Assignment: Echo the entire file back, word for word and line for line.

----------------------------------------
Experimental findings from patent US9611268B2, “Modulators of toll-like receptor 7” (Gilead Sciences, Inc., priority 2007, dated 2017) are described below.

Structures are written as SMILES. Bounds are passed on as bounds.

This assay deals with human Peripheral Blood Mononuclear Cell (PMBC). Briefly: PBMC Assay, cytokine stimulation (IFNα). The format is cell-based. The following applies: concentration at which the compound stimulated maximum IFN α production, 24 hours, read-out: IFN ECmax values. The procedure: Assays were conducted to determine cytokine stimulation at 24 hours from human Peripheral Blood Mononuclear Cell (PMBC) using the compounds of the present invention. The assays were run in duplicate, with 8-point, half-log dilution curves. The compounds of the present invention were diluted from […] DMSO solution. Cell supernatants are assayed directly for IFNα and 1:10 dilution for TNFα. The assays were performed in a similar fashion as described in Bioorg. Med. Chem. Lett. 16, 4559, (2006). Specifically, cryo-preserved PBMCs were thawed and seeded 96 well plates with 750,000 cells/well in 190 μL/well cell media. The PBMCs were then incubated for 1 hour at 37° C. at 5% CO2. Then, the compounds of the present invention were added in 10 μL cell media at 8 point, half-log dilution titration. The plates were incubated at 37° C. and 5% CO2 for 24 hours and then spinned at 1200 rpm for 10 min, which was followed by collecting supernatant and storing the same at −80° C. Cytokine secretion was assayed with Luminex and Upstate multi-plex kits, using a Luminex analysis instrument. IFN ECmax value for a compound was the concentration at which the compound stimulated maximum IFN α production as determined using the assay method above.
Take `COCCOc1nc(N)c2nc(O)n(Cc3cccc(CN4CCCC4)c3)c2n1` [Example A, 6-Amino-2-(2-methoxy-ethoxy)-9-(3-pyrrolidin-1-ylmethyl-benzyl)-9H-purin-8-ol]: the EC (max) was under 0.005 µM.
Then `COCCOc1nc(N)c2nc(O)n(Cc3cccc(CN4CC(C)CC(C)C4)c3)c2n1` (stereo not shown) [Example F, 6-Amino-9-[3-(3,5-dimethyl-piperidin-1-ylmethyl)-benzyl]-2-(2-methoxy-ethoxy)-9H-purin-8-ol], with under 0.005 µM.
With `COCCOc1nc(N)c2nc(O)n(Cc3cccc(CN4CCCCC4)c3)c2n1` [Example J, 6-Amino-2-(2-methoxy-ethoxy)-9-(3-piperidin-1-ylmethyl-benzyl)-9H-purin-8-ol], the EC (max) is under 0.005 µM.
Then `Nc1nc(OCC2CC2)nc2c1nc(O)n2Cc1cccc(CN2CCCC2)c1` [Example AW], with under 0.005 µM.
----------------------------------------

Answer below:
Experimental findings from patent US9611268B2, “Modulators of toll-like receptor 7” (Gilead Sciences, Inc., priority 2007, dated 2017) are described below.

Structures are written as SMILES. Bounds are passed on as bounds.

This assay deals with human Peripheral Blood Mononuclear Cell (PMBC). Briefly: PBMC Assay, cytokine stimulation (IFNα). The format is cell-based. The following applies: concentration at which the compound stimulated maximum IFN α production, 24 hours, read-out: IFN ECmax values. The procedure: Assays were conducted to determine cytokine stimulation at 24 hours from human Peripheral Blood Mononuclear Cell (PMBC) using the compounds of the present invention. The assays were run in duplicate, with 8-point, half-log dilution curves. The compounds of the present invention were diluted from […] DMSO solution. Cell supernatants are assayed directly for IFNα and 1:10 dilution for TNFα. The assays were performed in a similar fashion as described in Bioorg. Med. Chem. Lett. 16, 4559, (2006). Specifically, cryo-preserved PBMCs were thawed and seeded 96 well plates with 750,000 cells/well in 190 μL/well cell media. The PBMCs were then incubated for 1 hour at 37° C. at 5% CO2. Then, the compounds of the present invention were added in 10 μL cell media at 8 point, half-log dilution titration. The plates were incubated at 37° C. and 5% CO2 for 24 hours and then spinned at 1200 rpm for 10 min, which was followed by collecting supernatant and storing the same at −80° C. Cytokine secretion was assayed with Luminex and Upstate multi-plex kits, using a Luminex analysis instrument. IFN ECmax value for a compound was the concentration at which the compound stimulated maximum IFN α production as determined using the assay method above.
Take `COCCOc1nc(N)c2nc(O)n(Cc3cccc(CN4CCCC4)c3)c2n1` [Example A, 6-Amino-2-(2-methoxy-ethoxy)-9-(3-pyrrolidin-1-ylmethyl-benzyl)-9H-purin-8-ol]: the EC (max) was under 0.005 µM.
Then `COCCOc1nc(N)c2nc(O)n(Cc3cccc(CN4CC(C)CC(C)C4)c3)c2n1` (stereo not shown) [Example F, 6-Amino-9-[3-(3,5-dimethyl-piperidin-1-ylmethyl)-benzyl]-2-(2-methoxy-ethoxy)-9H-purin-8-ol], with under 0.005 µM.
With `COCCOc1nc(N)c2nc(O)n(Cc3cccc(CN4CCCCC4)c3)c2n1` [Example J, 6-Amino-2-(2-methoxy-ethoxy)-9-(3-piperidin-1-ylmethyl-benzyl)-9H-purin-8-ol], the EC (max) is under 0.005 µM.
Then `Nc1nc(OCC2CC2)nc2c1nc(O)n2Cc1cccc(CN2CCCC2)c1` [Example AW], with under 0.005 µM.